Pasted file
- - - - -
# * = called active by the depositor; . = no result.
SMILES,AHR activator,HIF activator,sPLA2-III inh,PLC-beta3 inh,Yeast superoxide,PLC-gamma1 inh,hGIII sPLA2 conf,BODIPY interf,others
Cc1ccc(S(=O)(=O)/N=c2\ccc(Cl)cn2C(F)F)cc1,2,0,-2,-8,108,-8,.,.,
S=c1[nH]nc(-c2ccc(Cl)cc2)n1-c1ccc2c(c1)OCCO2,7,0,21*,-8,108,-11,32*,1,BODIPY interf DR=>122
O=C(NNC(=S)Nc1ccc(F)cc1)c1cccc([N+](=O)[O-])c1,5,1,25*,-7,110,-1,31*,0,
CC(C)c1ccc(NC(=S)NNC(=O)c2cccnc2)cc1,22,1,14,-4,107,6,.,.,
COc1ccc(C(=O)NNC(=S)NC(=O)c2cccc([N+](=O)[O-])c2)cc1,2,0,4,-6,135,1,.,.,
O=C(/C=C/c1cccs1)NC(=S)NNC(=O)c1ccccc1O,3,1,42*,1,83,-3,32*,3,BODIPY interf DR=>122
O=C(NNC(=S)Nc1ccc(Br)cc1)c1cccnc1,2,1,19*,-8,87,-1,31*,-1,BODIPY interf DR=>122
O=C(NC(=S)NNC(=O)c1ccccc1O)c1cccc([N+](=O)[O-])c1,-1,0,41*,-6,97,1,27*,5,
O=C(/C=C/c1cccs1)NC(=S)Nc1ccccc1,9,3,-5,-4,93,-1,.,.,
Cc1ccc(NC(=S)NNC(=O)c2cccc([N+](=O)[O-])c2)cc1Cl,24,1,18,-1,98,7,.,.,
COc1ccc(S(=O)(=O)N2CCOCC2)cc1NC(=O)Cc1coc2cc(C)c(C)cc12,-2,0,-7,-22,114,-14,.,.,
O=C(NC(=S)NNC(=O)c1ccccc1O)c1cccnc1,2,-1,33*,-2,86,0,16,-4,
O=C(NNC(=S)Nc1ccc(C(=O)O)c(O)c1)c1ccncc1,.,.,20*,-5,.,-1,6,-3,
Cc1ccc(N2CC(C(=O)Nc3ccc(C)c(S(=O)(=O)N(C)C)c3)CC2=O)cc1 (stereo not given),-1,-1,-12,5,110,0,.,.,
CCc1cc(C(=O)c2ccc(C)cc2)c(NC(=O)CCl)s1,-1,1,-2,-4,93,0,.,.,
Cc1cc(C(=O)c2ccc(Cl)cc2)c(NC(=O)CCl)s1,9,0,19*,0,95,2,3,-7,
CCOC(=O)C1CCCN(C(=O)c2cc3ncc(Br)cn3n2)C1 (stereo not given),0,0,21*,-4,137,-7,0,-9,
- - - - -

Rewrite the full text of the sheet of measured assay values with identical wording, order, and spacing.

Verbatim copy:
# * = called active by the depositor; . = no result.
SMILES,AHR activator,HIF activator,sPLA2-III inh,PLC-beta3 inh,Yeast superoxide,PLC-gamma1 inh,hGIII sPLA2 conf,BODIPY interf,others
Cc1ccc(S(=O)(=O)/N=c2\ccc(Cl)cn2C(F)F)cc1,2,0,-2,-8,108,-8,.,.,
S=c1[nH]nc(-c2ccc(Cl)cc2)n1-c1ccc2c(c1)OCCO2,7,0,21*,-8,108,-11,32*,1,BODIPY interf DR=>122
O=C(NNC(=S)Nc1ccc(F)cc1)c1cccc([N+](=O)[O-])c1,5,1,25*,-7,110,-1,31*,0,
CC(C)c1ccc(NC(=S)NNC(=O)c2cccnc2)cc1,22,1,14,-4,107,6,.,.,
COc1ccc(C(=O)NNC(=S)NC(=O)c2cccc([N+](=O)[O-])c2)cc1,2,0,4,-6,135,1,.,.,
O=C(/C=C/c1cccs1)NC(=S)NNC(=O)c1ccccc1O,3,1,42*,1,83,-3,32*,3,BODIPY interf DR=>122
O=C(NNC(=S)Nc1ccc(Br)cc1)c1cccnc1,2,1,19*,-8,87,-1,31*,-1,BODIPY interf DR=>122
O=C(NC(=S)NNC(=O)c1ccccc1O)c1cccc([N+](=O)[O-])c1,-1,0,41*,-6,97,1,27*,5,
O=C(/C=C/c1cccs1)NC(=S)Nc1ccccc1,9,3,-5,-4,93,-1,.,.,
Cc1ccc(NC(=S)NNC(=O)c2cccc([N+](=O)[O-])c2)cc1Cl,24,1,18,-1,98,7,.,.,
COc1ccc(S(=O)(=O)N2CCOCC2)cc1NC(=O)Cc1coc2cc(C)c(C)cc12,-2,0,-7,-22,114,-14,.,.,
O=C(NC(=S)NNC(=O)c1ccccc1O)c1cccnc1,2,-1,33*,-2,86,0,16,-4,
O=C(NNC(=S)Nc1ccc(C(=O)O)c(O)c1)c1ccncc1,.,.,20*,-5,.,-1,6,-3,
Cc1ccc(N2CC(C(=O)Nc3ccc(C)c(S(=O)(=O)N(C)C)c3)CC2=O)cc1 (stereo not given),-1,-1,-12,5,110,0,.,.,
CCc1cc(C(=O)c2ccc(C)cc2)c(NC(=O)CCl)s1,-1,1,-2,-4,93,0,.,.,
Cc1cc(C(=O)c2ccc(Cl)cc2)c(NC(=O)CCl)s1,9,0,19*,0,95,2,3,-7,
CCOC(=O)C1CCCN(C(=O)c2cc3ncc(Br)cn3n2)C1 (stereo not given),0,0,21*,-4,137,-7,0,-9,